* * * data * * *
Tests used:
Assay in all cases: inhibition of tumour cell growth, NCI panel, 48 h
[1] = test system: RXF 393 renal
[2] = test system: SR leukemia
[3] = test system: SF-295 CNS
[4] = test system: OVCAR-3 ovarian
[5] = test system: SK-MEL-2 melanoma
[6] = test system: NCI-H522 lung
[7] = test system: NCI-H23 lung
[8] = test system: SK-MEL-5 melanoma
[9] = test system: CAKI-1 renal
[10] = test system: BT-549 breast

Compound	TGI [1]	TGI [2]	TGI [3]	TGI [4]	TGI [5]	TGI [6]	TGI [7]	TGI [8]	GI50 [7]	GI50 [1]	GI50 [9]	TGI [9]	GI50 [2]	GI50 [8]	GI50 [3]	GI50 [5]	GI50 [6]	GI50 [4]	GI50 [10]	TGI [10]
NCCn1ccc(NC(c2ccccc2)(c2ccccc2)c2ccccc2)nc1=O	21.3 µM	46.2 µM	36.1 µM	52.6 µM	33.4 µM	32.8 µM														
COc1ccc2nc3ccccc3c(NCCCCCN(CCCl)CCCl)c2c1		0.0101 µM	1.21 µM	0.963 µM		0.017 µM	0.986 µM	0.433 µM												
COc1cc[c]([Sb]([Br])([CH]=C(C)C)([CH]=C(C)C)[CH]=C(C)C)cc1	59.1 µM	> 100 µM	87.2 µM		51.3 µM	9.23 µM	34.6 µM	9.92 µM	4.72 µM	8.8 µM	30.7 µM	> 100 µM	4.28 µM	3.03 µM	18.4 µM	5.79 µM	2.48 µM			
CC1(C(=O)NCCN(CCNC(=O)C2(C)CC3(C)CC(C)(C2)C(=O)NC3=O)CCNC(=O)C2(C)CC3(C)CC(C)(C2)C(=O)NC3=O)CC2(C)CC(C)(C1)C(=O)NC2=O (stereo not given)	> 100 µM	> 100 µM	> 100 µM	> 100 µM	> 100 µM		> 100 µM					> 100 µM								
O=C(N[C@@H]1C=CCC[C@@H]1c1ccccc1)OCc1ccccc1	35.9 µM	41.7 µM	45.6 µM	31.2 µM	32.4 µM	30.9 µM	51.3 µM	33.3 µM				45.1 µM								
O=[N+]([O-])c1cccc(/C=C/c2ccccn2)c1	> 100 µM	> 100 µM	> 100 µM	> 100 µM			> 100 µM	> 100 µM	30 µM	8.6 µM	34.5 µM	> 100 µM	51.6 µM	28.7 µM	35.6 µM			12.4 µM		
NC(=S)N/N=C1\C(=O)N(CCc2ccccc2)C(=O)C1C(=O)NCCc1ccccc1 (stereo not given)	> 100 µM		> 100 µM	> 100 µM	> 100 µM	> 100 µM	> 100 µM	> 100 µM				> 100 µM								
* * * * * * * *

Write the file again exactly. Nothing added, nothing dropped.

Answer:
Tests used:
Assay in all cases: inhibition of tumour cell growth, NCI panel, 48 h
[1] = test system: RXF 393 renal
[2] = test system: SR leukemia
[3] = test system: SF-295 CNS
[4] = test system: OVCAR-3 ovarian
[5] = test system: SK-MEL-2 melanoma
[6] = test system: NCI-H522 lung
[7] = test system: NCI-H23 lung
[8] = test system: SK-MEL-5 melanoma
[9] = test system: CAKI-1 renal
[10] = test system: BT-549 breast

Compound	TGI [1]	TGI [2]	TGI [3]	TGI [4]	TGI [5]	TGI [6]	TGI [7]	TGI [8]	GI50 [7]	GI50 [1]	GI50 [9]	TGI [9]	GI50 [2]	GI50 [8]	GI50 [3]	GI50 [5]	GI50 [6]	GI50 [4]	GI50 [10]	TGI [10]
NCCn1ccc(NC(c2ccccc2)(c2ccccc2)c2ccccc2)nc1=O	21.3 µM	46.2 µM	36.1 µM	52.6 µM	33.4 µM	32.8 µM														
COc1ccc2nc3ccccc3c(NCCCCCN(CCCl)CCCl)c2c1		0.0101 µM	1.21 µM	0.963 µM		0.017 µM	0.986 µM	0.433 µM												
COc1cc[c]([Sb]([Br])([CH]=C(C)C)([CH]=C(C)C)[CH]=C(C)C)cc1	59.1 µM	> 100 µM	87.2 µM		51.3 µM	9.23 µM	34.6 µM	9.92 µM	4.72 µM	8.8 µM	30.7 µM	> 100 µM	4.28 µM	3.03 µM	18.4 µM	5.79 µM	2.48 µM			
CC1(C(=O)NCCN(CCNC(=O)C2(C)CC3(C)CC(C)(C2)C(=O)NC3=O)CCNC(=O)C2(C)CC3(C)CC(C)(C2)C(=O)NC3=O)CC2(C)CC(C)(C1)C(=O)NC2=O (stereo not given)	> 100 µM	> 100 µM	> 100 µM	> 100 µM	> 100 µM		> 100 µM					> 100 µM								
O=C(N[C@@H]1C=CCC[C@@H]1c1ccccc1)OCc1ccccc1	35.9 µM	41.7 µM	45.6 µM	31.2 µM	32.4 µM	30.9 µM	51.3 µM	33.3 µM				45.1 µM								
O=[N+]([O-])c1cccc(/C=C/c2ccccn2)c1	> 100 µM	> 100 µM	> 100 µM	> 100 µM			> 100 µM	> 100 µM	30 µM	8.6 µM	34.5 µM	> 100 µM	51.6 µM	28.7 µM	35.6 µM			12.4 µM		
NC(=S)N/N=C1\C(=O)N(CCc2ccccc2)C(=O)C1C(=O)NCCc1ccccc1 (stereo not given)	> 100 µM		> 100 µM	> 100 µM	> 100 µM	> 100 µM	> 100 µM	> 100 µM				> 100 µM								